How to connect with under-represented communities

Posted on 21 Sep 2018

By Lachlan Pollock, conference correspondent, Our Community

Tailoring your communication style is critical if you want to connect with groups that are under-represented in your grants program, according to the Sunshine Coast Council's community connections team leader, Maggie Cattanach.

Sunshine Coast Council's community connections team leader, Maggie Cattanach, spoke at the Local Government Tribal Gathering at the 2018 Grantmaking in Australia Conference.

Speaking at the 2018 Grantmaking in Australia Conference, Ms Cattanach offered advice from her team's experience connecting with the First Nations community (defined as Aboriginal and Torres Strait Islander) in their local government area.

The council's March 2016 major grants and events rounds attracted no applications from First Nations groups and no applications for projects relating to First Nations people, even though this demographic represents 1.9% of the Sunshine Coast's population.

"That was quite a shock," Ms Cattanach said.

"Nothing was going to change until we were proactive and actually made them a priority."

Between March 2016 and March 2018, grant submissions for projects from or relating to First Nations people rose from 0% to 8.1%.

From this experience, the community connections team learned the importance of strategic planning, relationship building, cultural capability, targeted program design and targeted promotion.

Strategic planning: Create your reference point

Ms Cattanach said creating a strategic plan is an important step.

The Sunshine Coast Reconciliation Action Plan (RAP) provides the council with guidance in supporting First Nations projects.

The plan is designed to increase social and economic opportunities for First Nations people of the Sunshine Coast.

Sunshine Coast Reconciliation Action Plan. Image supplied: Sunshine Coast Shire Council.

Relationship building: Connect with your target community

Ms Cattanach was adamant that relationship building is the key to increasing engagement with your target community.

She believes the only way to discover what will best work for First Nations people in your local government area is to build relationships.

"We've learned that you can't engage without significant time spent building trust and mutual respect before talking business."

"You actually have to spend the time to build the relationship before you can engage with a group."

Cultural capability: Understand the complexities

Ms Cattanach also stressed that you need to have the right people for the job.

Whether you employ culturally capable staff or put time and effort into training your existing staff, having people who understand the complexities of indigenous culture is vital to relationship building.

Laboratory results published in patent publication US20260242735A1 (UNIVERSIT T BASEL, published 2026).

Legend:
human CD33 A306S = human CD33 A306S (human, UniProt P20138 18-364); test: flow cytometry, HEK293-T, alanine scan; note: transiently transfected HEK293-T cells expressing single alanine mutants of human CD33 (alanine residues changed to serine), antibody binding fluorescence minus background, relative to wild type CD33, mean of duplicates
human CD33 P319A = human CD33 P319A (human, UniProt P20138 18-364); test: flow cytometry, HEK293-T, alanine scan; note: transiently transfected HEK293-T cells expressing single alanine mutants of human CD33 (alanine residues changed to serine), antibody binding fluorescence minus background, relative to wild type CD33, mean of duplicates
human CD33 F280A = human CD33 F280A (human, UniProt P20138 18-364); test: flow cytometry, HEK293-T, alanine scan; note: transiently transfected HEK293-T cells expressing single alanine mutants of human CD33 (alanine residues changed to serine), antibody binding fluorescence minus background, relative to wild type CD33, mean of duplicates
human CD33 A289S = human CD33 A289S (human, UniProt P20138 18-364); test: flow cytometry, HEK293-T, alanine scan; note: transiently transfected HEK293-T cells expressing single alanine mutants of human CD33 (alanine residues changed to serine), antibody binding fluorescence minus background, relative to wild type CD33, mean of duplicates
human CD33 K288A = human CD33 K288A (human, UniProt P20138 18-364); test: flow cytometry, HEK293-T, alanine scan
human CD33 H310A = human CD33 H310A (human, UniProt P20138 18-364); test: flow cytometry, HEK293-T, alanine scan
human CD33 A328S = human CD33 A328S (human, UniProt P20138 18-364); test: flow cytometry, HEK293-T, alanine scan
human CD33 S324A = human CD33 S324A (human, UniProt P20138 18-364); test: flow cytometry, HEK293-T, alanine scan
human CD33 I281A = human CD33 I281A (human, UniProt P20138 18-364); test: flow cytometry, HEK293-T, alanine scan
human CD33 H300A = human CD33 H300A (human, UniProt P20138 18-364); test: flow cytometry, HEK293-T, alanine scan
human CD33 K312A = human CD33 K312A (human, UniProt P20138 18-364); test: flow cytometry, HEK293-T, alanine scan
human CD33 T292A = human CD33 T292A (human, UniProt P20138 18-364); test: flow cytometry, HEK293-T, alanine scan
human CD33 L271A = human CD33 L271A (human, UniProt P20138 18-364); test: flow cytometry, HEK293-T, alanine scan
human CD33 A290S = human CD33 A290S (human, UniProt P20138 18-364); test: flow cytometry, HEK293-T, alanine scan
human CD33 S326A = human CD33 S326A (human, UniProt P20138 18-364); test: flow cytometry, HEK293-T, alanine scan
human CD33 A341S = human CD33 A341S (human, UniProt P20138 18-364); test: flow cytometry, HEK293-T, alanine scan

She believes it is important for council staff interacting with First Nations communities to:

  • be aware of the community's history
  • be familiar with cultural protocols
  • acknowledge the traditional owners of the land
  • have a knowledge of the welcome to country
  • respect the community's elders
  • seek endorsement from the traditional owners.

Program design: Tailor your guidelines

Sunshine Coast Council reviewed its grants program to see whether exclusionary guidelines were to blame for the absence of First Nations applications.

"Whilst the criteria was inclusive, we found the way the guidelines were presented may not have communicated to the First Nations community that it is safe and worthwhile to connect with council," Ms Cattanach said.

"Text and standard dot points referring to Aboriginal and Torres Strait Islander people as priorities is not enough."

"It's really important to not just put out government-speak."

The council changed its guidelines to make the language and format more inclusive of First Nations communities. To do this, the council:

  • used appropriate visuals
  • used wording that spoke directly to First Nations communities
  • used video to communicate key messages
  • spelled out types of projects that could be funded.
Jhdungah Cultural Walking Tours is among the First Nations groups to have received grants funding from the Sunshine Coast Shire Council. Picture: Sunshine Coast Shire Council.

Program promotion: Use appropriate platforms

It's important to get the promotion of new guidelines right, according to Ms Cattanach.

Grantmakers must ask themselves whether they are using appropriate platforms to communicate their message to the target audience.

"Standard promotional activities such as media releases, websites, case study videos, local radio, newspaper ads, councillor columns, info sessions, e-newsletters and social media aren't enough," said Ms Cattanach.

"We learned the need to tailor our marketing plan according to the target audience."

The council revised its marketing plan and was able to communicate more effectively with First Nations people by following these guidelines:

  • Know your community
  • Have direct contact and offer face-to-face support
  • Attend and present at network meetings
  • Send email alerts to the relevant databases
  • Use appropriate language and visuals.

As the Sunshine Coast Council realised, social inclusion doesn't just happen - it requires action.